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The Swedish Prosecutor’s Office closed the investigation into the murder of Prime Minister Olof Palme on Wednesday, pointing out a deceased publicist as a suspect, but without providing technical evidence to clear doubts about the assassination that traumatized the country 34 years ago.

Previous statements by the prosecutor in the case, Krister Petersson, optimistic about his resolution and speculation about the discovery of the crime weapon had raised expectations.

But the solution presented is not conclusive, you have no new evidence and it is based on an analysis of testimonies and the controversial role of a witness, pointed out two years ago by journalist Thomas Pettersson in an award-winning report in Filter magazine.

The alleged murderer is Stig Engström (the so-called “Skandia man” by the insurer he worked for as a publicist and who had his office near the crime scene), included as a witness and protagonist in Swedish media in the days after the events.

“We found a person who did not fit in the crime photo. His information did not correspond to that of other witnesses,” Inspector Hans Melander said at a digital news conference.

The ‘Skandia man’

The only thing proven is that Engström, 52, left the office, where he had stayed to work late, shortly before Palme was assassinated and that he returned twenty minutes later.

Palme had gone out with his wife Lisbet on the night of Friday, February 28, 1986, without an escort, to a central Stockholm cinema.

The “Skandia man” gave contradictory statements to the police: He said he was one of the first to arrive at the scene and had spoken to Lisbet Palme, something that no one could confirm, nor his movements or eye contact with the shooter.

Even if nobody saw the killer’s face As he shot Palme in the back, the descriptions of the suspect (hat, dark coat, briefcase) match those of the clothing Engström was wearing.

“His own explanations of what he did at that time do not match what others said. Everything points to his being in the place, but in a very different role from the one he wanted to make believe,” said Krister Petersson in an appearance of more than two hours.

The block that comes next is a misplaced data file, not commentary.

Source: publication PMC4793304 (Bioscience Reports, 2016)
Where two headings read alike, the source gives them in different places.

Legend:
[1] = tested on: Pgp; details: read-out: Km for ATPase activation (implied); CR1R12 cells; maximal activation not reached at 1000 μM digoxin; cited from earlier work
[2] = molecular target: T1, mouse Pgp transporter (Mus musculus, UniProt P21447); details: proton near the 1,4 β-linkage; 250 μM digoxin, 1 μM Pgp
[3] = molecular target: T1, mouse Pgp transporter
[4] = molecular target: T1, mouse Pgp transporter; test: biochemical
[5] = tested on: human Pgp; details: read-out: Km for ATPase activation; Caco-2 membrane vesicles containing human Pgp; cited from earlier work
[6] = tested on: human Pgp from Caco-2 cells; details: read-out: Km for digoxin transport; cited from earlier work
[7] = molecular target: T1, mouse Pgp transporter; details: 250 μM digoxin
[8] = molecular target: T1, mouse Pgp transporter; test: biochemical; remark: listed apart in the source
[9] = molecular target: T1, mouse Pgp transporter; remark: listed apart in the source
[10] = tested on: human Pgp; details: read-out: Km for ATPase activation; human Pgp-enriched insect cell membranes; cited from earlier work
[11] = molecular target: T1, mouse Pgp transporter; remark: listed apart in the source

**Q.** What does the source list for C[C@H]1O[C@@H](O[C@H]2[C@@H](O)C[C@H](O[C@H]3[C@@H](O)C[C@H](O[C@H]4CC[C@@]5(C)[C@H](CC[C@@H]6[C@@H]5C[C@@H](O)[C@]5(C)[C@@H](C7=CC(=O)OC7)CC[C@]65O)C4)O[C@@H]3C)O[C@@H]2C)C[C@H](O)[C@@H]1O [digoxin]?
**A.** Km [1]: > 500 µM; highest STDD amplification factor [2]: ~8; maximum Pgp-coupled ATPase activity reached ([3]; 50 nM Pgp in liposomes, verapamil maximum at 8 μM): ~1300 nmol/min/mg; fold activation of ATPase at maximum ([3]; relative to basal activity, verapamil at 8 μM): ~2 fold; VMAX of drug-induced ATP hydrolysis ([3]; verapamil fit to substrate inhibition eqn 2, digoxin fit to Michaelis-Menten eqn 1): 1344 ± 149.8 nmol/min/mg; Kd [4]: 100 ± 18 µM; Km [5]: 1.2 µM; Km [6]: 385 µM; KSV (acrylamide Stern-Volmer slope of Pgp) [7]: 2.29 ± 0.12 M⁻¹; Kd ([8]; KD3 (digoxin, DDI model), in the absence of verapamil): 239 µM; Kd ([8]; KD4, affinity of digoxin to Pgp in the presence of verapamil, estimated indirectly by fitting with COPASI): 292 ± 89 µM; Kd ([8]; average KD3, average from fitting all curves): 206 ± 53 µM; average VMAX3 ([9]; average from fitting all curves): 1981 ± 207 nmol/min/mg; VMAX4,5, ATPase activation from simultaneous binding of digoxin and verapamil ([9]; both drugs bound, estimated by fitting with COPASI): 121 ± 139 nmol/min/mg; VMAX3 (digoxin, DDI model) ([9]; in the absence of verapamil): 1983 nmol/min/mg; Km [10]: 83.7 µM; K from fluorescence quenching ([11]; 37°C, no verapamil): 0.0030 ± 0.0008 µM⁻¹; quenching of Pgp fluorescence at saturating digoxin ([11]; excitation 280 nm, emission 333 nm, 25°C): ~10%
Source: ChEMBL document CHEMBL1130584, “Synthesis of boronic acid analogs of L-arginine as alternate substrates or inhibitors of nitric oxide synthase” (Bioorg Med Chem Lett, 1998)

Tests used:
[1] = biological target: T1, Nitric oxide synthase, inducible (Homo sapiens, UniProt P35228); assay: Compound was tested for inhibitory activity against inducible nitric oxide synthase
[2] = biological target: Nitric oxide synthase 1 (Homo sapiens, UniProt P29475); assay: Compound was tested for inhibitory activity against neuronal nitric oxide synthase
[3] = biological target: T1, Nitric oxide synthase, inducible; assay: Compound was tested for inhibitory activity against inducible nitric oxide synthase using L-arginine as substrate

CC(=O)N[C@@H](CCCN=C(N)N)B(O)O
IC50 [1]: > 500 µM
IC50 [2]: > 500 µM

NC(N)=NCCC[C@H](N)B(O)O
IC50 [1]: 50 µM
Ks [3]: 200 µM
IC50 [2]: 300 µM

Engström’s “strange” behavior continued in later days with statements to the media in which he appears to “mock” the police and play clueless, according to Petersson.

“This would have been enough for an arrest and go to preventive detention, although not for a conviction. Then we could have done analysis of the clothes, records, etc., and build a case,” said the prosecutor, who ruled out that Engström was part of a conspiracy.

Engström moved in circles contrary to Palme, was a member of a shooting club and had access to weapons through an acquaintance: the “Palme group” (the police unit in charge of the investigation) confiscated at least one revolver for a ballistic test.

But the National Forensic Institute concluded that the poor condition of the two preserved bullets makes any analysis impossible.

Initial police reports list Engström as a suspect, but he was not summoned for subsequent reconstruction and disappeared from the investigation, somewhat “surprising” for the prosecutor.

Crime scene memorial


An investigation full of scandals

Incompetence in the investigation was soon evident: the crime zone was not properly cordoned off and adjacent streets blocked, apart from efforts focused on a single track, that of the Kurdistan Workers’ Party (PKK).

Palme’s international projection multiplied the number of possible authors, among them the south african secret servicesBut there is no “concrete” evidence for this or the theory of a police conspiracy, Melander reiterated today.

His obsession with the PKK and its methods cost the first chief of the investigation, Commissioner Hans Holmér, and the Minister of Justice resigned after discovering a parallel investigation.

A common criminal convict Christer Pettersson was sentenced to life in prison in 1989, acquitted months later for lack of evidence as the widow’s identification, which had previously received physical details from a police officer, was invalidated.

Explanation or disappointment

The triggered reactions by the announcement of the Prosecutor’s Office, they oscillate between those who give credibility to their conclusions and consider that little else can be done and those who believe that the arguments to raise an accusation against someone who perhaps only wanted prominence are very weak.

“My conclusion is that after 34 years it is hard to believe that maintaining the investigation would yield more results. We have gone as far as could be expected,” prosecutor Petersson said.

Swedish Prime Minister, Stefan Löfven, a Social Democrat like Palme, called the result “as close to the truth as possible” and rejected a new commission of inquiry.

Palme’s successor in office, Ingvar CarlssonHe spoke of a “credible” explanation, like the three children of the assassinated, who regretted however that there is no technical evidence.

Other social democratic figures such as the former minister were disenchanted Anna Greta Leijon or the ex-president of the party Mona Sahlin, while several of the main Swedish jurists, such as Peter Althin or Johan Eriksson, spoke of “great disappointment”.